Bahmangan Celebration

In the history of our country, there are abundant celebrations and beautiful customs. The ancient people referred to the second day of the eleventh month of the year as “Bahman” and celebrated it as the “Bahmangan” festival. This celebration is also known as “Bahmanjeh.” In fact, the common and colloquial name for it has been Bahmanjeh! “Bahman” comes from the Avestan word “Vohu Manah,” which signifies good thought, good disposition, and the wisdom of Spenta Mainyu. In ancient times, people named the eleventh month of the year and its second day as “Vohuman.”

In the Avesta, Vohuman is revered as the abode of paradise. The Bahmangan celebration was held in praise of Vohuman, the divine entity associated with Ahura Mazda. Vohuman was wise, had good thoughts and behavior, and was a protector of animals and quadrupeds. Therefore, on this day and during this celebration, people abstained from slaughtering animals and consuming their meat. Some Zoroastrians even observed these customs until the end of the month of Bahman. You can see that even “support for animals” was initially our own practice!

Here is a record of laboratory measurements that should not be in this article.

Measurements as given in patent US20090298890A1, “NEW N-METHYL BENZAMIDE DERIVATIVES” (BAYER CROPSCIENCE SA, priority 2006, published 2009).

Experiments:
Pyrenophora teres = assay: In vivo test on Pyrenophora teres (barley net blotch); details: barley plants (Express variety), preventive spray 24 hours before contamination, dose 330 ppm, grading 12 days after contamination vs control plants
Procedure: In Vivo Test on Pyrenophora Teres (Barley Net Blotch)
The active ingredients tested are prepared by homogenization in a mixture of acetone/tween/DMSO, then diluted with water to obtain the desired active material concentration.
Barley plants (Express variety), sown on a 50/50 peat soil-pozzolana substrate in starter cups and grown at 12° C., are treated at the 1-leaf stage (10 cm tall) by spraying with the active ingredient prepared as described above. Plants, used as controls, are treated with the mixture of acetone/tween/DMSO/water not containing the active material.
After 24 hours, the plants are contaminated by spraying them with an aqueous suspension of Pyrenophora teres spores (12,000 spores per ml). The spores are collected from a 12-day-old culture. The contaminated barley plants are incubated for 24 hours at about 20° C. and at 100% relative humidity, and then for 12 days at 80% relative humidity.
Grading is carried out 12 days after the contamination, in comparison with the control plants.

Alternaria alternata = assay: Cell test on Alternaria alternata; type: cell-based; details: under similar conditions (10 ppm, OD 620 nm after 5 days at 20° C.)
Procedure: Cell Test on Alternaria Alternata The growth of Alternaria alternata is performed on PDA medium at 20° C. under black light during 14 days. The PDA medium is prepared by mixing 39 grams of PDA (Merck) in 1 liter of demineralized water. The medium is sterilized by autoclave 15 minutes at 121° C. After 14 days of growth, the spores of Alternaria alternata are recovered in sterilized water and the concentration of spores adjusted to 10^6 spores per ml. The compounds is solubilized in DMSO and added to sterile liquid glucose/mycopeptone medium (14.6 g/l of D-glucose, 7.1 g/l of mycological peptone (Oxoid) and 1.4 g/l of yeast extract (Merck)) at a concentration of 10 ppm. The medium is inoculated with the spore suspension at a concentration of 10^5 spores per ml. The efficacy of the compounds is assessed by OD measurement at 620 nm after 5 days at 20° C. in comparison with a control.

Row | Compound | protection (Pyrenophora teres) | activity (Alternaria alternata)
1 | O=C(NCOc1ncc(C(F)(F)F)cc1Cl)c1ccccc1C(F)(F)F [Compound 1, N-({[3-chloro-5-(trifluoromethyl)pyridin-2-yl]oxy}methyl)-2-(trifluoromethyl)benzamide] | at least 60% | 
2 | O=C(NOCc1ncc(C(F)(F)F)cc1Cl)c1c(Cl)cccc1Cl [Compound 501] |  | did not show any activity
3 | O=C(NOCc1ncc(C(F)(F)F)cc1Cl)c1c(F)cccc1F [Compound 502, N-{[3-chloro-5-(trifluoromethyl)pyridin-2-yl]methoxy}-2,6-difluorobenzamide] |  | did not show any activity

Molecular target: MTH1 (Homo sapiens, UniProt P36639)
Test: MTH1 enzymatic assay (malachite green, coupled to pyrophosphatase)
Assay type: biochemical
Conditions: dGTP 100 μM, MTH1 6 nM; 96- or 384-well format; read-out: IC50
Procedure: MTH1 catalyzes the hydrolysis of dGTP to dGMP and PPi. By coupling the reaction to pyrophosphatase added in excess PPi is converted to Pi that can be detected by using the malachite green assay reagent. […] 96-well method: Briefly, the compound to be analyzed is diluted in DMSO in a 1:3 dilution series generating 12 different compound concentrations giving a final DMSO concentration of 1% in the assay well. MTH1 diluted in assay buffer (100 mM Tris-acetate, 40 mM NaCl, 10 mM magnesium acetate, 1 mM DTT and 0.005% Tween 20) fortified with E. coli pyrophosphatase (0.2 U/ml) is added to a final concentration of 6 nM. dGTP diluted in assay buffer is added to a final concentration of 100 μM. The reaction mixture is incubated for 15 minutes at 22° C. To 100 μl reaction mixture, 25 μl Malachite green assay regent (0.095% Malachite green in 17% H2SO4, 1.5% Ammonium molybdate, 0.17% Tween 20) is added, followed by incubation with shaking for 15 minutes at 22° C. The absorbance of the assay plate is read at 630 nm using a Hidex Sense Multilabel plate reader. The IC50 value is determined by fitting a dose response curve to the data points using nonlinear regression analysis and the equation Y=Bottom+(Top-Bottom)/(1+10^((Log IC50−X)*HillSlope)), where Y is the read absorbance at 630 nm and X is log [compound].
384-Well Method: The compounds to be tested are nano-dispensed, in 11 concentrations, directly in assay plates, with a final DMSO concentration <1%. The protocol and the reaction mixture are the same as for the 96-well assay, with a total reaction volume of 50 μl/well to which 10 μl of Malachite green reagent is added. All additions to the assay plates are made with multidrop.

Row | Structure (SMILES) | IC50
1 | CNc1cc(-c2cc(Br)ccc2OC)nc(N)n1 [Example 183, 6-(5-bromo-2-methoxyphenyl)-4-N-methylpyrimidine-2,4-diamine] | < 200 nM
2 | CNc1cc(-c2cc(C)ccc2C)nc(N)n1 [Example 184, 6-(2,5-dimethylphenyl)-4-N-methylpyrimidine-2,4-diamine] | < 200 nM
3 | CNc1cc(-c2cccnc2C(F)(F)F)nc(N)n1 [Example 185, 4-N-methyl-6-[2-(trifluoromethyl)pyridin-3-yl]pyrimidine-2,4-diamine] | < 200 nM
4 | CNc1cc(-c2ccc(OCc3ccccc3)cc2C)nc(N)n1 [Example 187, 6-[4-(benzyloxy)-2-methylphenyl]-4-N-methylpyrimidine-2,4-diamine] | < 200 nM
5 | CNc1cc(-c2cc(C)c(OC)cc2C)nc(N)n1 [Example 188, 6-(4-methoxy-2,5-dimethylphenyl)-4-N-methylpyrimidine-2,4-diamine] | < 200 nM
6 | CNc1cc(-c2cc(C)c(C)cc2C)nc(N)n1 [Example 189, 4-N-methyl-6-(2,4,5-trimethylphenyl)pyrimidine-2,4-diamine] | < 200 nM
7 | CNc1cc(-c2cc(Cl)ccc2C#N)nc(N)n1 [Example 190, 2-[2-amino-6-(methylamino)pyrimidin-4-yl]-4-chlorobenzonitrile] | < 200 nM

Like many ancient celebrations, wearing white clothes was common on this day, and the rooster and jasmine flower were considered symbols of this festival. People dressed in white and pure garments, and as with all significant celebrations, they set up large tables filled with delicious and nutritious foods. A grand celebration was organized, inviting the destitute and needy to participate and sit at the table.

The Bahmangan celebration, like all ancient festivals, was held to express gratitude for blessings, provide for the needy, and praise Ahura Mazda.

Our great poet, Manuchehri, composed about Bahmangan:

Embrace the tradition of Bahman and, anew, make Bahmanjeh blossom;
O tree laden with regal fruits, symbol of strength and awakened solitude.

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